Effects of long-term oral administration of arachidonic acid and docosahexaenoic acid on the immune functions of young rats

Sachiko Juman, Michio Hashimoto, Masanori Katakura, Takayuki Inoue, Yoko Tanabe, Makoto Arita, Tomohiro Miki, Osamu Shido

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11 Citations (Scopus)


Natural killer (NK) cells have many functional activities, including cytotoxicity and the capacity to produce cytokines and chemokines. NK cell activity is regulated partly by eicosanoids, which are produced from arachidonic acid (ARA) and eicosapentaenoic (EPA) acid. In this study, we investigated the effects of long-term therapy with ARA or docosahexaenoic acid (DHA) on the cytotoxic effects of the NK cells of young rats, which were fed on a nonfish oil diet for two generations. Control oil, ARA (240 mg/kg BW/day) or DHA (240 mg/kg BW/day) were orally administrated to the rats for 13 weeks before determining the cytotoxic activity of NK cells from the spleen against YAC-1 mouse lymphoma cell line, as well as the plasma levels of docosanoids or eicosanoids and inflammatory cytokines. Long-term ARA administration significantly suppressed the cytotoxic activity of NK cells. Moreover, ARA administration significantly increased the plasma levels of ARA, prostaglandin (PG) E2, and PGD2. However, DHA administration did not produce any different effects compared with those in the control rats. Furthermore, the inflammatory cytokine levels were not affected by the administration of ARA or DHA. These results suggest that long-term ARA administration has an inhibitory effect on the tumor cytotoxicity of NK cells in rat spleen lymphocytes owing to the enhanced synthesis of PGE2 and PGD2 from ARA because of the elevated plasma ARA levels in young rats.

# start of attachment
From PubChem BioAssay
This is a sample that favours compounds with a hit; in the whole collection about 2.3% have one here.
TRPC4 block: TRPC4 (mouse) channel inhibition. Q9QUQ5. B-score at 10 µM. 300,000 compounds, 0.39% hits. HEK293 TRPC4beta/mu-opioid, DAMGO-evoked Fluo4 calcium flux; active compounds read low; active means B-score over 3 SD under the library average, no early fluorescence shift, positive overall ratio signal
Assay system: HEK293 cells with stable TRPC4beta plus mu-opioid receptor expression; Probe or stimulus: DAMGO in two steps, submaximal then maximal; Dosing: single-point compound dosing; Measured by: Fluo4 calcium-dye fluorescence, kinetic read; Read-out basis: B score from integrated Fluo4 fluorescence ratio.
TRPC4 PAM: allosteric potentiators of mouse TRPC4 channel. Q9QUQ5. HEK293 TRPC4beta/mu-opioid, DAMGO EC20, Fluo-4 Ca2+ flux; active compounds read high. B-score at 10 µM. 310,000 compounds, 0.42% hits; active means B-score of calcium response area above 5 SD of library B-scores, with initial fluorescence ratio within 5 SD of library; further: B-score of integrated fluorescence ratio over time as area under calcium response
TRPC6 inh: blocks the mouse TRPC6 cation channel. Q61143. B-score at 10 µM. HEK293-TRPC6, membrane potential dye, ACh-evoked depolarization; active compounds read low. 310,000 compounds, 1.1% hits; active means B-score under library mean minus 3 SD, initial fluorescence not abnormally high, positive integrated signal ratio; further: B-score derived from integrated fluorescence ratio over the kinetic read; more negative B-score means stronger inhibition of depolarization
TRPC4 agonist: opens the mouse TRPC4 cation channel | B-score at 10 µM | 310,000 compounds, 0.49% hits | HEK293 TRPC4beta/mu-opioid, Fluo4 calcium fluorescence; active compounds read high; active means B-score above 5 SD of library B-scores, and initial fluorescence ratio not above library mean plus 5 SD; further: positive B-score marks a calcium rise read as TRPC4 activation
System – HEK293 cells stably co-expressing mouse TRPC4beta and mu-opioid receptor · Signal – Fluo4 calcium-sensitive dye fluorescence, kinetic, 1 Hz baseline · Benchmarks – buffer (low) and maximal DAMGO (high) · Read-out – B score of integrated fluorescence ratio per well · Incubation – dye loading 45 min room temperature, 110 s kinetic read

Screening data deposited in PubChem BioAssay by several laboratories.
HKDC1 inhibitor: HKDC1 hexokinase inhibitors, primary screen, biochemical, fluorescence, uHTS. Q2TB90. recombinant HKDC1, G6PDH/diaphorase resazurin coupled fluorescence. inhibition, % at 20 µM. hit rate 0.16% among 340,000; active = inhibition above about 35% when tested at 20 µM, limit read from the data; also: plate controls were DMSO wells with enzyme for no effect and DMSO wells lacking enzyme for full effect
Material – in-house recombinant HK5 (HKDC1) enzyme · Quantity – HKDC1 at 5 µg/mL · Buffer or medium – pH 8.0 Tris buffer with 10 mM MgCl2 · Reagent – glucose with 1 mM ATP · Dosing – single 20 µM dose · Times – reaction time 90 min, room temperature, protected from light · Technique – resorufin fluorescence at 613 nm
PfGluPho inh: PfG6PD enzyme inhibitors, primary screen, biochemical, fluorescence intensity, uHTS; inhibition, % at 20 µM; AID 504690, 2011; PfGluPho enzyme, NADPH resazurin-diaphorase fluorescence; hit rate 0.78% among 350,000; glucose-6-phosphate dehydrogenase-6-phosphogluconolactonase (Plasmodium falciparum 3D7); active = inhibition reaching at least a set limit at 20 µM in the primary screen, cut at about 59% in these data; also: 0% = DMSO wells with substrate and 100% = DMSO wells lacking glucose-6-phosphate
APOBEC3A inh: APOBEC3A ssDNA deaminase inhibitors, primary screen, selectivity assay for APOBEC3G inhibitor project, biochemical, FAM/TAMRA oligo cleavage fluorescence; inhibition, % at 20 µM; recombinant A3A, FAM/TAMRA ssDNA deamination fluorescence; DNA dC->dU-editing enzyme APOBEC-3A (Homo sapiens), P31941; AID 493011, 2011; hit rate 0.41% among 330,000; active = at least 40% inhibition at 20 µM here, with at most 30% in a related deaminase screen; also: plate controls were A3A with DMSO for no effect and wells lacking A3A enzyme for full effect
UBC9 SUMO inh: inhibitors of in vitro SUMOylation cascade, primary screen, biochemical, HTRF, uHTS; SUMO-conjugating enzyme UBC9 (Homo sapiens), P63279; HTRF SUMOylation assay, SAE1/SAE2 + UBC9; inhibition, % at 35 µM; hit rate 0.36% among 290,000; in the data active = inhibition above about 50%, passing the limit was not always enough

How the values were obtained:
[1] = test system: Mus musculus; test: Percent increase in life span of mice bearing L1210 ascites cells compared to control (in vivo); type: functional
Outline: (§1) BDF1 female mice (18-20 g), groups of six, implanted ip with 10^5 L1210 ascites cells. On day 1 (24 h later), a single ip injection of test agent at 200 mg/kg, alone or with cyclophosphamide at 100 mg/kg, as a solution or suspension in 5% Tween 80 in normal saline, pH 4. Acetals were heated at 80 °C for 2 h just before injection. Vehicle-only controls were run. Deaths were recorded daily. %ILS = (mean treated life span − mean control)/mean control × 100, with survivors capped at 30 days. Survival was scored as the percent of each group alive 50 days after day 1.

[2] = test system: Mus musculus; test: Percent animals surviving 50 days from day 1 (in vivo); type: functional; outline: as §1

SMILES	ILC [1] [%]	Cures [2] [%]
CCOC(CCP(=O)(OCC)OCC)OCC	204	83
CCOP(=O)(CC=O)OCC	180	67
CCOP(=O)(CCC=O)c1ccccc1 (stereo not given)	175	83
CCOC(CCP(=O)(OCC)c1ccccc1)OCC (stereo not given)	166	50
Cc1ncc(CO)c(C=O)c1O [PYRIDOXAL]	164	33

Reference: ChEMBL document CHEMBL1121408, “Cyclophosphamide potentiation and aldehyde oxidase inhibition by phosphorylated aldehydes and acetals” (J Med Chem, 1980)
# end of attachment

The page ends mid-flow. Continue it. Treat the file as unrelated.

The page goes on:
Original languageEnglish
Pages (from-to)1949-1961
Number of pages13
Issue number6
Publication statusPublished - 2013 May 29
Externally publishedYes


  • Eicosanoids
  • Natural killer cell
  • Polyunsaturated fatty acid

ASJC Scopus subject areas

  • Food Science
  • Nutrition and Dietetics


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